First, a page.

Largely thanks to the advent of quartz movements, mechanical watches have become a form of luxury and even are even considered art. Apart from Journe’s Élégante creation, it is highly unlikely that the common quartz watch would experience the same destiny.

Samsung Gear S2 by De Grisogono

Samsung Gear S2 by De Grisogono

As more and more brands adopt the concept of the smartwatch, the quartz watch loses it edge – as happened with the electric watch and the Accutron before it. It might stand on equal footing in terms of precision, but it cannot compete with the vast array of additional functions that any smartwatch can offer.

The common quartz watch is likely to be outgunned and, especially as prices of smartwatches come down: for quartz watches, I predict a classic case of the hunter becoming the hunted.

11 replies
  1. Lee
    Lee says:

    Having been a GP collector and watch nut for years I say great story. Insightful in its perspective of the watch history I grew up in and studied. Rings true on many levels. Quartz may evolve again to become a rare luxury niche

    • Martin Green
      Martin Green says:

      It would indeed be very cool if quartz became the niche that the Swiss expected it once to become. I do feel that there is room for that in the market.

      • Johan
        Johan says:

        The first thing the Swiss have to do is to perfect manufacturing. How can it be that an expensive Omega quartz watch is not able to land the second hand on the markers consistently? Look at Grand Seiko for an example of how to treat high end quartz. Maybe the Swiss can learn from the Japanese again?

  2. Tom
    Tom says:

    A very interesting read. It reminds me of the battle between smart phones and ‘dumb’ (or ‘feature’) phones. Like your average quartz watch, feature phones were once incredibly expensive one-trick ponies.

    Manufacturing techniques improved, costs (and prices) came down and a couple of new features and upgrades were made, but when smart phones made their debut (and especially after Apple released the iPhone) many analysts saw the writing on the wall for the feature phone.

    Some manufacturers persisted in making ‘high end’ feature phones for a while, but the mobile phone crown now rested firmly with smart technologies and feature phone were relegated to the role of emergency back-up, or were sold to the young, the elderly and the impoverished, for whom smart phones may be either inappropriate, unaffordable or inaccessible.

    I can see quartz watches potentially entering this realm, though currently, of course, we are still seeing high-end, thermocompensated quartz coming from the likes of Omega, Grand Seiko, Citizen and Breitling, whilst Longines are soon to release their much-anticipated new version of the VHP. So if the analogy were to hold true we would should see greater uptake in smart watches correspond with the decision by the likes of Longines, Grand Seiko etc. to abandon quartz. Well, Rolex has already abandoned quartz, despite being one of the original Beta 21 players and producing the world’s first thermocompensated quartz watch. But they got out of the game in 2001, long before the advent of the smart watch. Omega’s potential departure may be more of a yardstick by which to measure the health of high-end quartz and they have been edging themselves out for a while, now, despite their impressive heritage in quartz development.

    On the other hand, of course, ETA still churns out good-quality quartz movements, including thermocompensated, chronometer-grade lines that several brands use in nice, expensive watches, so I honestly don’t think we’re at the turning point for quartz just yet.

    When electronic watches were replaced by tuning forks and tuning forks in turn replaced by quartz, there was nothing in either of the technologies that could redeem them, even for incredibly niche users. Quartz, on the other hand, still has a couple of tricks up its sleeve, including offordability, being able to function accurately, completely and reliably all by itself, and a battery life that stretches into years. There are, of course, a couple of smart watches now on the market that can operate independently of the phone, but price and battery life are still issues. Of those two, price is the more important. Going back to the mobile phone analogy for the final time, my old Nokia feature phone has a stand-by battery life of 30 days. The need to recharge smart phones every day was once cited as a barrier to their wider adoption. Until the battery problem was slicked (some analysts suggested), smart phones would never replace the feature phone. It turned out, of course, that people simply got into the habit of charging their phone every night. Some had probably already been in this habit, to begin with. And so it may well be for the smart watch. The idea that a 10-year battery life is meaningful in a world in which we are already accustomed to regularly charging our devices seems a little fanciful.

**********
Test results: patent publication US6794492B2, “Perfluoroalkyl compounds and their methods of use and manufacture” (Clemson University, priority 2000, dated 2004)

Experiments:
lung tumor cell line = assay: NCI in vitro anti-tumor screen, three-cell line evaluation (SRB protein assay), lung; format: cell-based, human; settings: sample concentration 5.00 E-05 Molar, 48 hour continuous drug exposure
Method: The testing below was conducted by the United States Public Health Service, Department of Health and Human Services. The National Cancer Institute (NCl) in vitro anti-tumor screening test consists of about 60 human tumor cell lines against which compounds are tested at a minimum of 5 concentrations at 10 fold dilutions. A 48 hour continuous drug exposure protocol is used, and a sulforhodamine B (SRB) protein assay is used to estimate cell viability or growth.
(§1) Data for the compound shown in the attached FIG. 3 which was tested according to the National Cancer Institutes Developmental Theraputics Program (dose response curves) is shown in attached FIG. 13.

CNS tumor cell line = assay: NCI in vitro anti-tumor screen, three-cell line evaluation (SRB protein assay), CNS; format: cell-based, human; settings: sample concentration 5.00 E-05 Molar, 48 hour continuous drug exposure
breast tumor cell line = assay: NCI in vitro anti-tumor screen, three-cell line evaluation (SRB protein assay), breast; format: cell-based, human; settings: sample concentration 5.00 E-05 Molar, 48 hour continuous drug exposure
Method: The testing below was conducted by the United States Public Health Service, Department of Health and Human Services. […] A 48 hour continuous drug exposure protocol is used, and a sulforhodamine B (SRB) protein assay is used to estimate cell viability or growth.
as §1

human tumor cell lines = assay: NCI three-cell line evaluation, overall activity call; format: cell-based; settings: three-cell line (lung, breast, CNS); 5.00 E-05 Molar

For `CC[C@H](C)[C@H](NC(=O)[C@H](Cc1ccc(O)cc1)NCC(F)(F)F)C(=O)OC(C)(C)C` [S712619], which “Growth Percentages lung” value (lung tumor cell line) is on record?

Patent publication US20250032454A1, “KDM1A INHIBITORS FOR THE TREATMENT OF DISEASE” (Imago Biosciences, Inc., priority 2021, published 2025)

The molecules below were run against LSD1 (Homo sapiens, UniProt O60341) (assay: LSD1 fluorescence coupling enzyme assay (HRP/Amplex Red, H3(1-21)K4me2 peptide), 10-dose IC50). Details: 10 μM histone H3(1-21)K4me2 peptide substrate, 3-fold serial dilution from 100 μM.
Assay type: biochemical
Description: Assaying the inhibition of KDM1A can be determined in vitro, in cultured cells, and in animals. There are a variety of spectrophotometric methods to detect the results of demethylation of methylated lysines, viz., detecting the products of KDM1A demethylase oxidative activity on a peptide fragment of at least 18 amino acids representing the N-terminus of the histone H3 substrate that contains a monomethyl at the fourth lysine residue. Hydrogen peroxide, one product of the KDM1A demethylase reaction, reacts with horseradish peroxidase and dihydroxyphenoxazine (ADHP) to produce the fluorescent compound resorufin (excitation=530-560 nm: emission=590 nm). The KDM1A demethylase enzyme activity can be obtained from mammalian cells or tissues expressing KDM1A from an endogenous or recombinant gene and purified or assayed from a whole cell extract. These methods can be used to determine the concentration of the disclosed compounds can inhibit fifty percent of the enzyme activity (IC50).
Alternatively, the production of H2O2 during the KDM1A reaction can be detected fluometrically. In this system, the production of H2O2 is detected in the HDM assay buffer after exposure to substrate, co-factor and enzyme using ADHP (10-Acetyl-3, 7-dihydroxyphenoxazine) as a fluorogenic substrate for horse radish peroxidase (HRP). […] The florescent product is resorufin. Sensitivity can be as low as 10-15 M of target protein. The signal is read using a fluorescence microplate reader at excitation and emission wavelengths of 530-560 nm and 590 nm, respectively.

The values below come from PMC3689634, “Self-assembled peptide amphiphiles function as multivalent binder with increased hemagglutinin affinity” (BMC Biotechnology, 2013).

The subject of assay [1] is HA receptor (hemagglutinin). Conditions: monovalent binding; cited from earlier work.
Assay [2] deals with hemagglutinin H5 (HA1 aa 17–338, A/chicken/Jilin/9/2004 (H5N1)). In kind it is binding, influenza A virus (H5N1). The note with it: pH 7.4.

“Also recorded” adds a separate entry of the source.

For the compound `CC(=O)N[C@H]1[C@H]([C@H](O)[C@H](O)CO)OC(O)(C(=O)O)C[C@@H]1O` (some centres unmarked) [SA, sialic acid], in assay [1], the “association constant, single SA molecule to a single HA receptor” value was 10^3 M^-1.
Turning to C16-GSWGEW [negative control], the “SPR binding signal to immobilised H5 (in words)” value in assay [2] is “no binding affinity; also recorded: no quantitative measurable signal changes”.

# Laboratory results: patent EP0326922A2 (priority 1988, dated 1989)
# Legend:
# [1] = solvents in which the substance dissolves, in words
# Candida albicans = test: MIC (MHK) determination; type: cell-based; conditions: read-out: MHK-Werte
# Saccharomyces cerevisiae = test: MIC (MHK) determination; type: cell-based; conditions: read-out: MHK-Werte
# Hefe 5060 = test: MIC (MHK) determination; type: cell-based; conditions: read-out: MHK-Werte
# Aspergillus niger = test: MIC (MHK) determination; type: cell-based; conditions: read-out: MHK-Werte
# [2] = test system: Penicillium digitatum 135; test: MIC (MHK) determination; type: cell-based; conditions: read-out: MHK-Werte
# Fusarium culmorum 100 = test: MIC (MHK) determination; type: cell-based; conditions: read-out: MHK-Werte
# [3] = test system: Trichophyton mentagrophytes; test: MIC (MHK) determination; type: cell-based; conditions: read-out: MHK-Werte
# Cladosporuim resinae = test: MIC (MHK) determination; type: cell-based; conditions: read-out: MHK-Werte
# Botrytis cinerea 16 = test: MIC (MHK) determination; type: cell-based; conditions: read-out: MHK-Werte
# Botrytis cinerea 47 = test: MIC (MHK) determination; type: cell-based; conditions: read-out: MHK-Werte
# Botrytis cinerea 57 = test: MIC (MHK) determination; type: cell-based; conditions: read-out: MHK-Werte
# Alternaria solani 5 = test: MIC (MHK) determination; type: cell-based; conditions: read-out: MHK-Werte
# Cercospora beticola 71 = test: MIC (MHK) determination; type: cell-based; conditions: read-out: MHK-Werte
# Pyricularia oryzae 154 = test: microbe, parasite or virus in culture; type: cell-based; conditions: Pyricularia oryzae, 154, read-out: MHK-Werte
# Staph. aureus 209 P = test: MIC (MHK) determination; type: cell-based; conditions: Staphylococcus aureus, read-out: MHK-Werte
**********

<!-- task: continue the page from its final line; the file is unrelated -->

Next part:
I will be hanging on to my quartz collection, though. I do have a smart watch but it mostly gathers dust. It just can’t compare to the ingenuity and craftsmanship of my old 1970s Omega or the fit and finish of my Grand Seiko.

    • Martin Green
      Martin Green says:

      Rolex indeed got out of the quartz watch game, but I heard rumors that they were working on a new quartz-powered perpetual calendar movement in the late 1990s and early 2000s, but also abandoned that. As the original Oysterquartz models were not the success the brand was hoping for, I don’t see quartz in their future, but like you so rightfully point out, brands like Omega, Grand Seiko, Citizen, and Breitling can for sure cater to the niche that will emerge.

    • Tam o' Banter
      Tam o' Banter says:

      I don’t think this author knows much about the watches bought by 98% of the population. Almost every single soldier, fireman and outdoor worker buys quartz. Casio have sold over 100 million G-Shocks, Cartier sell quartz by the bucketload because the simple fact is, very few people care about what’s inside.


Trackbacks & Pingbacks

  1. Agora os smartwatches e os relógios de quartzo - Espiral do Tempo says:

    […] Um artigo que parte da história dos movimentos de quartzo no domínio da relojoaria para, por fim, questionar o atual momento que o quartzo está a viver. Basicamente, e até com alguma ironia, assim como o quartzo foi uma das grandes ameaças da relojoaria mecânica, será que os smartwatches serão a grande ameaça dos relógios de quartzo? É que, segundo o autor, os relógios mecânicos tendem a estar associados a uma componente emocional e não tanto a questões de funcionalidade e precisão – o mesmo não se poderá dizer dos relógios de quartzo. Para ler no Quill & Pad… […]

  2. […] Um artigo que parte da história dos movimentos de quartzo no domínio da relojoaria para, por fim, questionar o atual momento que o quartzo está a viver. Basicamente, e até com alguma ironia, assim como o quartzo foi uma das grandes ameaças da relojoaria mecânica, será que os smartwatches serão a grande ameaça dos relógios de quartzo? É que, segundo o autor, os relógios mecânicos tendem a estar associados a uma componente emocional e não tanto a questões de funcionalidade e precisão – o mesmo não se poderá dizer dos relógios de quartzo. Para ler no Quill & Pad… […]